• by Drew McLellan Thu Jan 28, 2010 via blog

    Joe --

    All valid questions. I think all of this still has to be sorted out. I predict that the users will self-regulate a lot of these issues.

    I suppose ultimately if Foursquare doesn't provide value, it will fade away -- much like MySpace.

    I think that a smart business could come up with a worthy offer/special/enticement that would encourage people to actually make a purchase. I'm not sure how many people have time to drive around town, checking in just to check in. That might be a problem in the beginning but it would wear off pretty quickly.


  • by Drew McLellan Thu Jan 28, 2010 via blog


    Right now, I think everyone is just starting to figure Foursquare out. So, yes...I think there is plenty of "I'm at the office" check ins.

    I've thought about the security implications/concerns as well. I guess this is a little different in that most check ins are pretty short term (restaurant, coffee shop) rather than I'm on vacation sorts of updates. But, the risk are there.

    I think being cautious is probably a wise watchword when it comes to any of the social media tools that feel very personal and private but are in fact, quite public.


  • by Natalie Fri Jan 29, 2010 via blog

    I have Foursquare and it was interesting for a while. Another geolocation application that I've recently found that would work a lot better for marketing to consumers, and that already is doing so pretty well, is CauseWorld. Businesses donate money that gets donated to charities - you earn the money by checking into stores. As a user, now my check-in has value other than "I'm Here!". On the sponsor side, each check-in gets a user impression. Citibank and Kraft jumped on this opportunity early - they donated $500 k and now get thousands of impressions. And on the retail side, I'm a store that you can walk into to give money to charity. Much more powerful model- people are extremely passionate about causes, and knowing your check-in equates to real dollars makes it much easier to remember to check-in. And there's nothing preventing businesses or consumers from enjoying the same benefits that Foursquare offers its users- SMBs could start giving special deals for those with the most check-ins through CauseWorld. Or offer to give double points for checking in during the slow times of the day. Or offer double points when you and a friend check-in at the same time... So many possibilities.
    Anyway, great post Drew- always love reading about ways to tap into the potential of mobile applications.

  • by socialamigo Fri Jan 29, 2010 via blog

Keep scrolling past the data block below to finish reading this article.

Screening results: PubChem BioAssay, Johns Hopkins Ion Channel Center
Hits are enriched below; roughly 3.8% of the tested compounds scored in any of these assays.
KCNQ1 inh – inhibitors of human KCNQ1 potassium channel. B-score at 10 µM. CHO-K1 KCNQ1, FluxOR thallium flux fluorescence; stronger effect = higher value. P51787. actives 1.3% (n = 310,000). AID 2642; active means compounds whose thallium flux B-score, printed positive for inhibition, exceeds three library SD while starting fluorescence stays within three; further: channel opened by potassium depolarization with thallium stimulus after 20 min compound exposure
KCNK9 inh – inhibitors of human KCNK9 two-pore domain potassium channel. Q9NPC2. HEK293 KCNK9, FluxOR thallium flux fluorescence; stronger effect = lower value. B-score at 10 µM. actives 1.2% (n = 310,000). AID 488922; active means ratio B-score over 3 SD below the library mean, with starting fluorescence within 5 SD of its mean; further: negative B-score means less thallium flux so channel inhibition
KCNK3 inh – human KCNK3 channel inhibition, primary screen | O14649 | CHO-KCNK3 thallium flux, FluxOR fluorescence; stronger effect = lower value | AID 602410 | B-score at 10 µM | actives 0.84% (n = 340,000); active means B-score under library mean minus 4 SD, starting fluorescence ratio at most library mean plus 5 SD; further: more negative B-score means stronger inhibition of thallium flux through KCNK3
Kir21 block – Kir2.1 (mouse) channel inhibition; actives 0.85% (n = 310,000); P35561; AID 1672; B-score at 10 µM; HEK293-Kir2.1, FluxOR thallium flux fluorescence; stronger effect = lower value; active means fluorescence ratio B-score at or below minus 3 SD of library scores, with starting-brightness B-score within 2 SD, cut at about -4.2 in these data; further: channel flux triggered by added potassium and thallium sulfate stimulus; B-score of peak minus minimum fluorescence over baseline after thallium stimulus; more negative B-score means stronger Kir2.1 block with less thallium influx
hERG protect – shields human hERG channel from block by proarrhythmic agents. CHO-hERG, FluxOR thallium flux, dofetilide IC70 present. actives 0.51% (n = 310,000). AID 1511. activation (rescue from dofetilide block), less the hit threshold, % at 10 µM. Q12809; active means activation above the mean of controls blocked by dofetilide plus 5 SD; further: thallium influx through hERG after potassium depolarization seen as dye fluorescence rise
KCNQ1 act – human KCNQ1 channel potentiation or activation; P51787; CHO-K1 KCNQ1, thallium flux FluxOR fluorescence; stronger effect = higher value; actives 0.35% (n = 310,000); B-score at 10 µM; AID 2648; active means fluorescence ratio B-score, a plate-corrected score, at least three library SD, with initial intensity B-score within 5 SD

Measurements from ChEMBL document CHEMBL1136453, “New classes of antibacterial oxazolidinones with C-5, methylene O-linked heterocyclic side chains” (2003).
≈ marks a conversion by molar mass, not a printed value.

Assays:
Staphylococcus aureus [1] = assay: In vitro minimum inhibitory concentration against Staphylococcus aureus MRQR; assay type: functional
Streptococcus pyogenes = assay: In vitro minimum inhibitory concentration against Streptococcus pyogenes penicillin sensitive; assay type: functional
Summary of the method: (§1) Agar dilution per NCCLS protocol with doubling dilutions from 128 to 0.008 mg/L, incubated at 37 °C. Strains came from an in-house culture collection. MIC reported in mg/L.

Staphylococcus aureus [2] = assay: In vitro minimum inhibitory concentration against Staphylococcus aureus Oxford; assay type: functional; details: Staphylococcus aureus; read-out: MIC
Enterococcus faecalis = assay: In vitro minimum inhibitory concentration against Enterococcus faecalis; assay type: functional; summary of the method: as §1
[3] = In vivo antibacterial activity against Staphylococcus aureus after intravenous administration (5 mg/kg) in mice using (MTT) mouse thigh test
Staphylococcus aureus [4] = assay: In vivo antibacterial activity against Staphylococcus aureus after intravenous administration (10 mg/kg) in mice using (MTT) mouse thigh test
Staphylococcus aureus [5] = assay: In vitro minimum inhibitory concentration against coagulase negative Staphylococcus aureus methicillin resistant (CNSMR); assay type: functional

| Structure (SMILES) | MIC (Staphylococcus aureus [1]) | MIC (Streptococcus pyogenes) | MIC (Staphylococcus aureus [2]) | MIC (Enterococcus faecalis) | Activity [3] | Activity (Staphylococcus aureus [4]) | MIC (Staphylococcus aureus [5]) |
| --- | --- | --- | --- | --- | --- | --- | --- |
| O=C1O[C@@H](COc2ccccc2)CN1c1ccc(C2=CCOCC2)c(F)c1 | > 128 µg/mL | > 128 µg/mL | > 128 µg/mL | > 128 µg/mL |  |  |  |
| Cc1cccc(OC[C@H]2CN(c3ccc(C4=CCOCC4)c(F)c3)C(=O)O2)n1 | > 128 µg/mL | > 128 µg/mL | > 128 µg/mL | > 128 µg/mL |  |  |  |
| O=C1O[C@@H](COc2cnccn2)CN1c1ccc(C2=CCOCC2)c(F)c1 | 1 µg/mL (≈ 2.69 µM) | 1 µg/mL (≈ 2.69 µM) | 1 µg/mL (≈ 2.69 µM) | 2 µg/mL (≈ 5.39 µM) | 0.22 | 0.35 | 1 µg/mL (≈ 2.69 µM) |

I recently consulted on a project called - it's an aggregation tool for the less-tech savvy in the real estate and mortgage professions. Some of the initial questions have been when will we incorporate things like FourSquare and other geo-location apps.

    For most of our users, just the help this brings as a tool to market yourself with social networks can be a blessing - that's what we call Stage One. Of course, there are plenty of ways to keep developing and merging this technology with others, especially in the Geo-IP/QR Barcodes areas.

    What I want to understand is how FourSquare could be used in the real estate segment as a way to prompt more actual check-ins rather than the quick-360-video dismissals many buyers do over the internet now.

  • by Drew McLellan Sat Jan 30, 2010 via blog


    CauseWorld sounds like it has some interesting twists to it. As you say -- people like to do good. It's a strong motivator and it allows a business to build some cause marketing muscle as well. Especially if it was coupled with other offline activities.

    Clearly the one thing we know for sure is that geolocation applications are one of the hot trends of 2010. I'm looking forward to seeing which ones survive what will no doubt be an onslaught of new competitors in the coming months.


  • by Drew McLellan Sat Jan 30, 2010 via blog


    Here's a blog post that does a very nice job of explaining how it all works:



  • by Drew McLellan Sat Jan 30, 2010 via blog

    Amigo --

    In your project -- did you explore how apps like Foursquare could be specifically used in the real estate industry or are you saying you'd like to figure it out? Are there any regulations that would restrict how agents or a real estate company might use the tool?